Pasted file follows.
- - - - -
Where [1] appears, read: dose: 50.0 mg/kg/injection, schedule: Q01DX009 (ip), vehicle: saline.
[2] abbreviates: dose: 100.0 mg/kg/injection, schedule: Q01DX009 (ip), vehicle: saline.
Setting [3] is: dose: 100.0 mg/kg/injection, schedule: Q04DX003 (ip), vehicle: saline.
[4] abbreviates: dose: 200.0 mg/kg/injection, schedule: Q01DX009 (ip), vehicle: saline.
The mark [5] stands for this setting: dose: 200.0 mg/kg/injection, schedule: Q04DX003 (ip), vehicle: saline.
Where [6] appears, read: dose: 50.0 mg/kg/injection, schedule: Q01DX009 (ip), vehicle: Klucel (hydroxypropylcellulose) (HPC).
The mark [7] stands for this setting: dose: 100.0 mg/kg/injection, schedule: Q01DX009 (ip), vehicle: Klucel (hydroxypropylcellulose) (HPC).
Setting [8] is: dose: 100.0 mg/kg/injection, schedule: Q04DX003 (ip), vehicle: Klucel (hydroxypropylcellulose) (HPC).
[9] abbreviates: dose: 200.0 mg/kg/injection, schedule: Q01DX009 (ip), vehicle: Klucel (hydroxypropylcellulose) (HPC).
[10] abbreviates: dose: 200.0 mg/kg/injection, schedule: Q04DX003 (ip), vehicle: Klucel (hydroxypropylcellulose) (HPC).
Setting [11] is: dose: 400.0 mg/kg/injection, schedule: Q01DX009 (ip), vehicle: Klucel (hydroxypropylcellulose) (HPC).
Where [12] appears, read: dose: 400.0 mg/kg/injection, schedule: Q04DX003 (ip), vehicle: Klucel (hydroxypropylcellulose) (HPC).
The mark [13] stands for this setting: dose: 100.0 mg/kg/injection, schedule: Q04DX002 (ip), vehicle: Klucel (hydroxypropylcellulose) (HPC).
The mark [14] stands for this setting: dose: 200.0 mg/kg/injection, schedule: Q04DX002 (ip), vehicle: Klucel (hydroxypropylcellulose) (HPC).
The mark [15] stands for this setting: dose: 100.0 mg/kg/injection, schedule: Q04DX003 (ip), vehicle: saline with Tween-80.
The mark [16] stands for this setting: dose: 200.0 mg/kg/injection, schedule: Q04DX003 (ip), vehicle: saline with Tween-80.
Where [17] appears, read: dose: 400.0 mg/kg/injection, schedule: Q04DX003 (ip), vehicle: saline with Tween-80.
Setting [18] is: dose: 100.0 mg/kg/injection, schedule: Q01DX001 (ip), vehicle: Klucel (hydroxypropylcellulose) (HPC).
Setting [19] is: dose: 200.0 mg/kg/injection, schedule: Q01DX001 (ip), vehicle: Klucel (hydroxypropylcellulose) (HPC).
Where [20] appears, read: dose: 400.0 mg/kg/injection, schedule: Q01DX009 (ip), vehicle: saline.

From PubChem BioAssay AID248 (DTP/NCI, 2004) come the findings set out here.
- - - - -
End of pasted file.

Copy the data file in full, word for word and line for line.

Where [1] appears, read: dose: 50.0 mg/kg/injection, schedule: Q01DX009 (ip), vehicle: saline.
[2] abbreviates: dose: 100.0 mg/kg/injection, schedule: Q01DX009 (ip), vehicle: saline.
Setting [3] is: dose: 100.0 mg/kg/injection, schedule: Q04DX003 (ip), vehicle: saline.
[4] abbreviates: dose: 200.0 mg/kg/injection, schedule: Q01DX009 (ip), vehicle: saline.
The mark [5] stands for this setting: dose: 200.0 mg/kg/injection, schedule: Q04DX003 (ip), vehicle: saline.
Where [6] appears, read: dose: 50.0 mg/kg/injection, schedule: Q01DX009 (ip), vehicle: Klucel (hydroxypropylcellulose) (HPC).
The mark [7] stands for this setting: dose: 100.0 mg/kg/injection, schedule: Q01DX009 (ip), vehicle: Klucel (hydroxypropylcellulose) (HPC).
Setting [8] is: dose: 100.0 mg/kg/injection, schedule: Q04DX003 (ip), vehicle: Klucel (hydroxypropylcellulose) (HPC).
[9] abbreviates: dose: 200.0 mg/kg/injection, schedule: Q01DX009 (ip), vehicle: Klucel (hydroxypropylcellulose) (HPC).
[10] abbreviates: dose: 200.0 mg/kg/injection, schedule: Q04DX003 (ip), vehicle: Klucel (hydroxypropylcellulose) (HPC).
Setting [11] is: dose: 400.0 mg/kg/injection, schedule: Q01DX009 (ip), vehicle: Klucel (hydroxypropylcellulose) (HPC).
Where [12] appears, read: dose: 400.0 mg/kg/injection, schedule: Q04DX003 (ip), vehicle: Klucel (hydroxypropylcellulose) (HPC).
The mark [13] stands for this setting: dose: 100.0 mg/kg/injection, schedule: Q04DX002 (ip), vehicle: Klucel (hydroxypropylcellulose) (HPC).
The mark [14] stands for this setting: dose: 200.0 mg/kg/injection, schedule: Q04DX002 (ip), vehicle: Klucel (hydroxypropylcellulose) (HPC).
The mark [15] stands for this setting: dose: 100.0 mg/kg/injection, schedule: Q04DX003 (ip), vehicle: saline with Tween-80.
The mark [16] stands for this setting: dose: 200.0 mg/kg/injection, schedule: Q04DX003 (ip), vehicle: saline with Tween-80.
Where [17] appears, read: dose: 400.0 mg/kg/injection, schedule: Q04DX003 (ip), vehicle: saline with Tween-80.
Setting [18] is: dose: 100.0 mg/kg/injection, schedule: Q01DX001 (ip), vehicle: Klucel (hydroxypropylcellulose) (HPC).
Setting [19] is: dose: 200.0 mg/kg/injection, schedule: Q01DX001 (ip), vehicle: Klucel (hydroxypropylcellulose) (HPC).
Where [20] appears, read: dose: 400.0 mg/kg/injection, schedule: Q01DX009 (ip), vehicle: saline.

From PubChem BioAssay AID248 (DTP/NCI, 2004) come the findings set out here.